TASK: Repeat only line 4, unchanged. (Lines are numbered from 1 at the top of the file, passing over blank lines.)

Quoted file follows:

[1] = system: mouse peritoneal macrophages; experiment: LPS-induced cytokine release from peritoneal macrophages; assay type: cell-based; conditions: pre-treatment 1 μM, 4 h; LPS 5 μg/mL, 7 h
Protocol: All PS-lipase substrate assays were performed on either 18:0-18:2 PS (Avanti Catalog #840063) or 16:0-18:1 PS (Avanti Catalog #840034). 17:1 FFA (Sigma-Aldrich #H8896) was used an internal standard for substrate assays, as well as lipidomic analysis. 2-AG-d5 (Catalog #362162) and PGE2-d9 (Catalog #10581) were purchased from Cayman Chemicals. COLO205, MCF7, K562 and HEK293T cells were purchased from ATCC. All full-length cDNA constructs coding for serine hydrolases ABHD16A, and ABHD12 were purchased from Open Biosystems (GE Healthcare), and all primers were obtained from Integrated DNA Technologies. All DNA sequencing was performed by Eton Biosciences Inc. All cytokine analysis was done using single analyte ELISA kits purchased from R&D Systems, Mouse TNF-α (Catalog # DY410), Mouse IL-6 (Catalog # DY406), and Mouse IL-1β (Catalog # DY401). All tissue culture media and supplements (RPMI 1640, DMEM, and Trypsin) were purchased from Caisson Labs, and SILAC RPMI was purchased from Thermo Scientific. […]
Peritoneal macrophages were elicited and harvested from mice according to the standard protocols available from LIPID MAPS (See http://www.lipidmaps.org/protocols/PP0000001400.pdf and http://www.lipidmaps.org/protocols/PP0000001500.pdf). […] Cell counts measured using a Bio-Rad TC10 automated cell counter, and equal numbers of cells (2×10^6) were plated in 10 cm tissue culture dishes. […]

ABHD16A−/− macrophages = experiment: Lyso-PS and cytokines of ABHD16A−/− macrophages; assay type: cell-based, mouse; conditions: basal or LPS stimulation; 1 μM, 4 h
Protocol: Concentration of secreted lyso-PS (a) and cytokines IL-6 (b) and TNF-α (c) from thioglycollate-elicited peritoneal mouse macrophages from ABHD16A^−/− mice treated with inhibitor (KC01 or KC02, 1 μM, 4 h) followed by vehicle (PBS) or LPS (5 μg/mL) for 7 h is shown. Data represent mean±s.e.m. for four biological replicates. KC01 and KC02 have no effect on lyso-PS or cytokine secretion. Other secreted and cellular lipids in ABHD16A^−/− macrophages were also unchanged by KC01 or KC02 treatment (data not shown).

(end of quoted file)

ABHD16A−/− macrophages = experiment: Lyso-PS and cytokines of ABHD16A−/− macrophages; assay type: cell-based, mouse; conditions: basal or LPS stimulation; 1 μM, 4 h